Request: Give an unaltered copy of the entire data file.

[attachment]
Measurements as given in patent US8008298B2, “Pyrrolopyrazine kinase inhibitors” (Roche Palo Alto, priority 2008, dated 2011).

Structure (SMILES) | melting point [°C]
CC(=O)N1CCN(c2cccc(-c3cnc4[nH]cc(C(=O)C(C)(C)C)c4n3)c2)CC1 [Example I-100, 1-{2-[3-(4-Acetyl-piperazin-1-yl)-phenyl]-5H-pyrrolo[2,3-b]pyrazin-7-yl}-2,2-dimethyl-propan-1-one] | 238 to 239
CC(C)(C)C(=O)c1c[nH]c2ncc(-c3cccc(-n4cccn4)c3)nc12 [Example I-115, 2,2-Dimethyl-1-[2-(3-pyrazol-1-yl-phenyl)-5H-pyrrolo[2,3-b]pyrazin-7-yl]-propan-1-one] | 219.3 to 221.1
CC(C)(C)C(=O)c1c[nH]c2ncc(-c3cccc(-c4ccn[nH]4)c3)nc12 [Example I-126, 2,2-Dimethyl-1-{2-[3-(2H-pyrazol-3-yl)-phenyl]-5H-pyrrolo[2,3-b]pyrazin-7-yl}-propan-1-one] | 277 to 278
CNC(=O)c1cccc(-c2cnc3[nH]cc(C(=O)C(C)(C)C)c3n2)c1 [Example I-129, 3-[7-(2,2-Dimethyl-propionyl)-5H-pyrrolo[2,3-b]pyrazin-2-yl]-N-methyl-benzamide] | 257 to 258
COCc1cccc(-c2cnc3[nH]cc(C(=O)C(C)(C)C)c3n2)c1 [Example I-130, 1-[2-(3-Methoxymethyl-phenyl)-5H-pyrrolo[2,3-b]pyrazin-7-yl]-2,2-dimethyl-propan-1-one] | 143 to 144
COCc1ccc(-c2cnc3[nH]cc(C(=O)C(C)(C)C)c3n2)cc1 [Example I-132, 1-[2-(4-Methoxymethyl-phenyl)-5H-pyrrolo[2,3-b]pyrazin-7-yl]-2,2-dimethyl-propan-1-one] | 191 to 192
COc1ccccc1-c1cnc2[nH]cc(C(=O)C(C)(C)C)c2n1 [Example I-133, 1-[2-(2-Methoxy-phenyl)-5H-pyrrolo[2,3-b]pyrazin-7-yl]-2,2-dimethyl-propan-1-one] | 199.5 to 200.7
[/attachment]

Measurements as given in patent US8008298B2, “Pyrrolopyrazine kinase inhibitors” (Roche Palo Alto, priority 2008, dated 2011).

Structure (SMILES) | melting point [°C]
CC(=O)N1CCN(c2cccc(-c3cnc4[nH]cc(C(=O)C(C)(C)C)c4n3)c2)CC1 [Example I-100, 1-{2-[3-(4-Acetyl-piperazin-1-yl)-phenyl]-5H-pyrrolo[2,3-b]pyrazin-7-yl}-2,2-dimethyl-propan-1-one] | 238 to 239
CC(C)(C)C(=O)c1c[nH]c2ncc(-c3cccc(-n4cccn4)c3)nc12 [Example I-115, 2,2-Dimethyl-1-[2-(3-pyrazol-1-yl-phenyl)-5H-pyrrolo[2,3-b]pyrazin-7-yl]-propan-1-one] | 219.3 to 221.1
CC(C)(C)C(=O)c1c[nH]c2ncc(-c3cccc(-c4ccn[nH]4)c3)nc12 [Example I-126, 2,2-Dimethyl-1-{2-[3-(2H-pyrazol-3-yl)-phenyl]-5H-pyrrolo[2,3-b]pyrazin-7-yl}-propan-1-one] | 277 to 278
CNC(=O)c1cccc(-c2cnc3[nH]cc(C(=O)C(C)(C)C)c3n2)c1 [Example I-129, 3-[7-(2,2-Dimethyl-propionyl)-5H-pyrrolo[2,3-b]pyrazin-2-yl]-N-methyl-benzamide] | 257 to 258
COCc1cccc(-c2cnc3[nH]cc(C(=O)C(C)(C)C)c3n2)c1 [Example I-130, 1-[2-(3-Methoxymethyl-phenyl)-5H-pyrrolo[2,3-b]pyrazin-7-yl]-2,2-dimethyl-propan-1-one] | 143 to 144
COCc1ccc(-c2cnc3[nH]cc(C(=O)C(C)(C)C)c3n2)cc1 [Example I-132, 1-[2-(4-Methoxymethyl-phenyl)-5H-pyrrolo[2,3-b]pyrazin-7-yl]-2,2-dimethyl-propan-1-one] | 191 to 192
COc1ccccc1-c1cnc2[nH]cc(C(=O)C(C)(C)C)c2n1 [Example I-133, 1-[2-(2-Methoxy-phenyl)-5H-pyrrolo[2,3-b]pyrazin-7-yl]-2,2-dimethyl-propan-1-one] | 199.5 to 200.7